SAS has revealed new crew uniforms—as part of its many 70-year celebration updates—accessorised with a view of Scandinavia from the skies.
The uniforms are updated with an elegant, modern and Scandinavian design, and match the “blue on blue” color scheme of SAS’ corporate visual identity.
“Over the last year we have had a strong focus on SAS’ visual expression, and we have worked with everything from logo, font, colors and materials,” explains Pi Åhnberg, Brand Manager at SAS. “In working with our identity, it has been important for us that there is a visual consistency and equality in all our touch points. The uniforms are an important and central element in meeting with our customers, and is a perfect picture of SAS’ visual update.”
While the uniform will highlight the SAS brand, be easily recognisable, and fit Scandinavian aesthetics, the airline especially wanted the uniforms to be practical.
“With the updated uniform we’re going to do better, we’re going to separate ourselves from the crowd. Our customers will clearly see that it is a SAS uniform. At the same time, it was important that the uniform is tailored to the employees working and is comfortable to work in,” says Pi Åhnberg.
The uniforms are the product of Gothenburg-based design company, Ted Bernhartz, in close collaboration with SAS’ uniformed employees and branding department. Ted Bernhardtz has extensive experience in design, textile and manufacturing with its own design collections as well as uniforms for large companies.
The updated uniform was tested by SAS employees and the SAS branding department, ensuring Ted Bernhardtz achieved the desired material, fit and quality.
The various elements of the new SAS uniform wardrobe include a combination of options tailored to windy conditions, weather, and personal style. They include the introduction of new garments, including a stylish turtleneck and poncho.
I particularly like this poncho.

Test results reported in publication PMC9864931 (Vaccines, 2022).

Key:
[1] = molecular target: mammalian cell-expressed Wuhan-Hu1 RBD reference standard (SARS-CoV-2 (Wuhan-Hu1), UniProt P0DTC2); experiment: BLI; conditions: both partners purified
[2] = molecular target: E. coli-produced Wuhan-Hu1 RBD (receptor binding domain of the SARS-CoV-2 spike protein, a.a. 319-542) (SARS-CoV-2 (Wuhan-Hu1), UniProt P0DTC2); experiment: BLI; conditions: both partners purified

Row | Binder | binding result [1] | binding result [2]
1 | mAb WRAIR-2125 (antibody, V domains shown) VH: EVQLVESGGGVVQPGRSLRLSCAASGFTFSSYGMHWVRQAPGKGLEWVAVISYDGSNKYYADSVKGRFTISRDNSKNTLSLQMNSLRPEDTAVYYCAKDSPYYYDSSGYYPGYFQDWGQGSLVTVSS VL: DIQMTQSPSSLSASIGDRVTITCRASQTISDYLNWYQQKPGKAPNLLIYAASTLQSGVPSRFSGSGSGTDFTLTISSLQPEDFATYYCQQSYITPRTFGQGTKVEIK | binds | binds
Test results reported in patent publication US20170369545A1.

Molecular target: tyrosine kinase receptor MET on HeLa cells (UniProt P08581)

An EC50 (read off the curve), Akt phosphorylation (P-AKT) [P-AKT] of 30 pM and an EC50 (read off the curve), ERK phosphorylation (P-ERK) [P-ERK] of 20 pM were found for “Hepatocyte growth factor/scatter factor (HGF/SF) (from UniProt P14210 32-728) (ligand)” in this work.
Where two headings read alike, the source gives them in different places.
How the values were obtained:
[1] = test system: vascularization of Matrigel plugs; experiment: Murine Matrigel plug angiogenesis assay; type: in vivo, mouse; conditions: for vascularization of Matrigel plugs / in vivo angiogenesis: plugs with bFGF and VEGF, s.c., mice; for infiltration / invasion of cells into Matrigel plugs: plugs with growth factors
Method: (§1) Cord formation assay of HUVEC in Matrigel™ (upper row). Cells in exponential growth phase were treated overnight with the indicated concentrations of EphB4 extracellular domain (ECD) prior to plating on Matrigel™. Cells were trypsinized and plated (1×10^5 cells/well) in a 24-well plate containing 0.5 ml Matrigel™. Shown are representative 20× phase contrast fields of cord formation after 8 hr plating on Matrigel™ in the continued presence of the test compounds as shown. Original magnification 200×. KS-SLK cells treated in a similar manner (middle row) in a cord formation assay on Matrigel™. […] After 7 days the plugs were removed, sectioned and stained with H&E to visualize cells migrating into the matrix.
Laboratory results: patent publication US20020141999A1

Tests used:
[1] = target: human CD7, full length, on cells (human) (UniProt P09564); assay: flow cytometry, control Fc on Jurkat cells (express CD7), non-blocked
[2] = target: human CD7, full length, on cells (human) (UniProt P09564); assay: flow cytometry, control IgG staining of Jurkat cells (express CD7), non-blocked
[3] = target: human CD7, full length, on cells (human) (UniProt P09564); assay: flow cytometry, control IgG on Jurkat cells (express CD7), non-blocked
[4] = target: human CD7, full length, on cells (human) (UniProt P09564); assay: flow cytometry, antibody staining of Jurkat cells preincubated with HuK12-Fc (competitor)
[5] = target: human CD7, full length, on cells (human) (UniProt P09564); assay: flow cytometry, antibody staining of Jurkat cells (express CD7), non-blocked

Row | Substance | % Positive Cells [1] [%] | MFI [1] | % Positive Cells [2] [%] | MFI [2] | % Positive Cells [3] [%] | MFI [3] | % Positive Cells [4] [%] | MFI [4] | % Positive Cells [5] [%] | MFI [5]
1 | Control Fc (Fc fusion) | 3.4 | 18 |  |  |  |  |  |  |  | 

SAS also entered a unique partnership with the up-and-coming Swedish fashion designer, Amandah Andersson, founder of the fashion house AMA AWE, who designed an exclusive scarf to complete the new SAS look.
The scarf also uses SAS’ branded “blue on blue” base, but the graphic design, in sand, is Amandah Andersson’s interpretation of the Scandinavian landscape as seen from the air.
“There were many details to take into account when I got the offer to create a design that suited the SAS brand and look. My first thought was to use the image of Scandinavia seen from above—as you see it when sitting and looking out the window of the plane—as inspiration for my design. I have worked with the idea through the whole process, and I think the result is a very fine meeting between SAS’ profile and me, as a designer,” says Andersson.
This is the airline’s first uniform update in 17 years. The last time SAS staff got a new uniform was in 1999, when the “SAS uniform design team” consisted of Christopher Bjercke, Norway, Susanne Levring Rützov, Denmark and Pernilla Forsman, Sweden.
Work on the updated uniform has taken one and a half years, and involved the manufacturing of 90,995 separate uniform elements.
More than 8,000 SAS pilots, cabin crew and ground staff will sport the new SAS look starting this 18 October.
SAS put on a fashion show at Copenhagen Airport letting crew strut their new look.
It’s a good week for long overdue new uniform announcements.
American Airlines revealed its own new crew uniforms yesterday, which had not been updated in 30 years, and now reflects the union of American Airlines and former USAirways crew.